Cambridge Series All

Cambridge Series All
Idelle Weber, 1992
monotype, 61 x 61 cm
(24 x 24 in.), Whitney Museum of American Art, Gift of Robert Kelly

Weber Biography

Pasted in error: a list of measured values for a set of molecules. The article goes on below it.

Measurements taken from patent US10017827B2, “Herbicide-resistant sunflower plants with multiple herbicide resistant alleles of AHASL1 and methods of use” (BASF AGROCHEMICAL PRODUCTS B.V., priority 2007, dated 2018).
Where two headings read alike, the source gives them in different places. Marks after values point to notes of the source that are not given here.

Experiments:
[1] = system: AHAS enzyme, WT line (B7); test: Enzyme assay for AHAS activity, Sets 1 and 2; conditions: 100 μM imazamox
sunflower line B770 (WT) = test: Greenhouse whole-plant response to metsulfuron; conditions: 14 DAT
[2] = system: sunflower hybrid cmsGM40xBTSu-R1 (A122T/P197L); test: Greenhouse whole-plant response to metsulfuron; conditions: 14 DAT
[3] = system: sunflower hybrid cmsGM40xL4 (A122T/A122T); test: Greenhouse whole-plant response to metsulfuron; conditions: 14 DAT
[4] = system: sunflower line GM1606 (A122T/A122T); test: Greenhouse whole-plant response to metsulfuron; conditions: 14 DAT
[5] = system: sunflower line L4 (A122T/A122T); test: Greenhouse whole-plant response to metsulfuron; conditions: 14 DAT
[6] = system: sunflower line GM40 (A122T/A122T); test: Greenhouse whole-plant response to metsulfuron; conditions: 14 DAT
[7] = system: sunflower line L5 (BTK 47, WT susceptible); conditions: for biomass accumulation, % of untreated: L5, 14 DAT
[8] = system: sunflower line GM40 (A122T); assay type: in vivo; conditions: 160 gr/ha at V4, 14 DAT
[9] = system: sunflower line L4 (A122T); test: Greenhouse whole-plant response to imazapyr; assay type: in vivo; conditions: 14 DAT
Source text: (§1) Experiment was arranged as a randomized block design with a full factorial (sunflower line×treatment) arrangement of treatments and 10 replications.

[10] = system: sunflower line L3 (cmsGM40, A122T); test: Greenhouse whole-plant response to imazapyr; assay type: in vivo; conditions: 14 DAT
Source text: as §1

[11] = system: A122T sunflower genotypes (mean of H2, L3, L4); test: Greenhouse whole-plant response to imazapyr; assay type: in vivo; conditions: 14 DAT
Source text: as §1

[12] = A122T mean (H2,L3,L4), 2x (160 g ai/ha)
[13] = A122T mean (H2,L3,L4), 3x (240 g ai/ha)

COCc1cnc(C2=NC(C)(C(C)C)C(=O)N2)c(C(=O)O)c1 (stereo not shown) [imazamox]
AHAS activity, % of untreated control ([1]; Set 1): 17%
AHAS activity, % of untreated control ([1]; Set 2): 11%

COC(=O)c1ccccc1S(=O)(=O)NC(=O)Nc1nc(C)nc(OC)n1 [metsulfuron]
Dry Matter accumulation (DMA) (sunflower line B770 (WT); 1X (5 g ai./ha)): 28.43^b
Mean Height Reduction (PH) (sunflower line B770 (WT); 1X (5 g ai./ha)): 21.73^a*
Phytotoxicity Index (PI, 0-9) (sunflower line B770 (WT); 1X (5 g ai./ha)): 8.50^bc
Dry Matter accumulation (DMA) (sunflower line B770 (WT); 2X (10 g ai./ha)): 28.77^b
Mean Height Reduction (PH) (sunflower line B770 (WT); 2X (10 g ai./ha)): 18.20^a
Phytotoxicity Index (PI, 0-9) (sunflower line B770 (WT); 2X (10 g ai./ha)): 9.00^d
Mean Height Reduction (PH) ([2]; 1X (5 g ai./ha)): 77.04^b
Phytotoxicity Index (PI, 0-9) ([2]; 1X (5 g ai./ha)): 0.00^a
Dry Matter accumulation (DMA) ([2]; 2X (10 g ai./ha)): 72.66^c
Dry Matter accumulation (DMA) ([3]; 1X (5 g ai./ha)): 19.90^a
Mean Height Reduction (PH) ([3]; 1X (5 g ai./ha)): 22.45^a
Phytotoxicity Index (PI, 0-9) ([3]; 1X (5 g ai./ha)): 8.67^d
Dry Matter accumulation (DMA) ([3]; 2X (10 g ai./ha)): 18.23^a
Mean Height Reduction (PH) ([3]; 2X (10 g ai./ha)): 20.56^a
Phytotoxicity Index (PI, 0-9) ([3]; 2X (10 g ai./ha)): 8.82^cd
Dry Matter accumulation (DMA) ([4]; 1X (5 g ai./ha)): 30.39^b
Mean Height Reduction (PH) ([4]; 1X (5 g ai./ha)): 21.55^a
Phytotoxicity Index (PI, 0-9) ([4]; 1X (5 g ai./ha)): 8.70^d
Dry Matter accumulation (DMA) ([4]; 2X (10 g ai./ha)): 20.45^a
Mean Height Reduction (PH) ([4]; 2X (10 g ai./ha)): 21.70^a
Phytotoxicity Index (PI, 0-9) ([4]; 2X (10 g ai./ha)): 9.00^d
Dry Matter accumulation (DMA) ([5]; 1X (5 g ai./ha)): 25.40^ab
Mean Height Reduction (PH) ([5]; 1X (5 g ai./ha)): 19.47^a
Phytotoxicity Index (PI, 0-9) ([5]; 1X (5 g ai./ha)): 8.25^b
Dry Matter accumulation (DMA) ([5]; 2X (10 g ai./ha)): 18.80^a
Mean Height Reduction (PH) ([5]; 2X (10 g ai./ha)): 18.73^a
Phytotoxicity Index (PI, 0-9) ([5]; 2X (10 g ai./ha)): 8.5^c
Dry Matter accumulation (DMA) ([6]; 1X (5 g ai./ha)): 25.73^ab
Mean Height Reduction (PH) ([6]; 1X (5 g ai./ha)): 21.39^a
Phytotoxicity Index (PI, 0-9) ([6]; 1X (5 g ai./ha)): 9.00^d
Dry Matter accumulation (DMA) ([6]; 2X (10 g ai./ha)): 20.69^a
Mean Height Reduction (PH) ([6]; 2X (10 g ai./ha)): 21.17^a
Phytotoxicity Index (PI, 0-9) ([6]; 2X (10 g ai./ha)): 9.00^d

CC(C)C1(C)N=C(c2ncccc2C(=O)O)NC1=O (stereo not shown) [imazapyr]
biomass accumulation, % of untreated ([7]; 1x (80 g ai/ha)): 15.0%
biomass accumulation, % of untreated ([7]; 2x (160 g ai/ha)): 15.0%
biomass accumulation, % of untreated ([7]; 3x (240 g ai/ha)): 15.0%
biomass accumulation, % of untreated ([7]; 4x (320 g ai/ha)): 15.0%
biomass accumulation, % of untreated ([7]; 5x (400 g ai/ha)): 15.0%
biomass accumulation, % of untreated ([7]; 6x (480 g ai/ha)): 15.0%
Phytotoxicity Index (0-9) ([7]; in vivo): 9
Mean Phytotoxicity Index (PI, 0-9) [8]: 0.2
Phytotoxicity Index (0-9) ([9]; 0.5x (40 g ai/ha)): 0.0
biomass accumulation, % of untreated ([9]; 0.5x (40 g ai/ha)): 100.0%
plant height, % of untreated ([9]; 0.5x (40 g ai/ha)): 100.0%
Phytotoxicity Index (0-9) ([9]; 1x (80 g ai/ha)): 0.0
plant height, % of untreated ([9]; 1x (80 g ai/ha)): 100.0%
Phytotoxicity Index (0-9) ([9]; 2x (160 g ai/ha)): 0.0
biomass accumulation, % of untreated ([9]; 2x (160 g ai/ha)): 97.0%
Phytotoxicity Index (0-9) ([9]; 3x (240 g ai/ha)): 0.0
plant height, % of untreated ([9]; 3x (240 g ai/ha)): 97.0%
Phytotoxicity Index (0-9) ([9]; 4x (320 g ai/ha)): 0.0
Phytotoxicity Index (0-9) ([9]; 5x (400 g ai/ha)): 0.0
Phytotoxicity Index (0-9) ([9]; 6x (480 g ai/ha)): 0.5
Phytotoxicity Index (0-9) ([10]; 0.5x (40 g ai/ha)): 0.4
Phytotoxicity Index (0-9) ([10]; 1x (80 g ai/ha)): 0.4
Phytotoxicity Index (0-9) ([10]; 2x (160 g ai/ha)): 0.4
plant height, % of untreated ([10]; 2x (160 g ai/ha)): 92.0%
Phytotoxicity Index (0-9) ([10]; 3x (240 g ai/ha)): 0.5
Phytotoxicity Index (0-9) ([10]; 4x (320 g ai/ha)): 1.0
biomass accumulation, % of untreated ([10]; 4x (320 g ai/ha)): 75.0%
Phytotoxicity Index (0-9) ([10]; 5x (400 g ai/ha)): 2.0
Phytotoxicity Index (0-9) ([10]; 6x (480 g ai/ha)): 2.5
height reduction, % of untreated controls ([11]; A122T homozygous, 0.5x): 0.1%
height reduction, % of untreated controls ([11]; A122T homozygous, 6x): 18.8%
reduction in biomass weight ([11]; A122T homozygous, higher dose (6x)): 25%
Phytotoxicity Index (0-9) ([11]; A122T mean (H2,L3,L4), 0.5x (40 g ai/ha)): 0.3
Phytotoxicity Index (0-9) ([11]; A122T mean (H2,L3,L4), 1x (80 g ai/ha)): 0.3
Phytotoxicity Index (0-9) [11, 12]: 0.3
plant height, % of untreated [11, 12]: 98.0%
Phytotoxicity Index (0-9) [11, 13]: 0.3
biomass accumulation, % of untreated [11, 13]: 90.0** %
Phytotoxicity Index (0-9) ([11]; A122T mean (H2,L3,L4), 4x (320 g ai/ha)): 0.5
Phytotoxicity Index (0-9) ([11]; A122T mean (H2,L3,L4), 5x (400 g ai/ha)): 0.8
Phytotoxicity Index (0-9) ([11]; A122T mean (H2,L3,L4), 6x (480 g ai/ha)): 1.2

For Idelle Weber, the monotype became a vehicle for the rediscovery of the Romantic landscape tradition, which led to a profound change in her approach to painting. During the 1960s she was an important member of the Pop art milieu, and during the next two decades she painted in a hard-edge, representational style that identified her as one of the leading artists of the Photorealist movement. By the mid-1980s her work was becoming more painterly, but it was not until the early 1990s, during a teaching engagement at Harvard, that she was introduced to the monotype. Weber began a series of tiny black-and-white images inspired by television shots of the Gulf War, which were quickly transformed into imaginary landscapes expressing the drama of nature and natural forces. These experiments led to larger, more ambitious monotype landscapes, as well as a radical transformation of her signature painting style. No longer concerned with descriptive color and carefully rendered forms and textures, Weber explored the expressive possibilities of tone by limiting her compositional elements to the meeting of sky and land or water at a distant horizon. Through manipulation of tone, she captured the transience of clouds, wind, atmosphere, and land formations in a drama of changing relationships.

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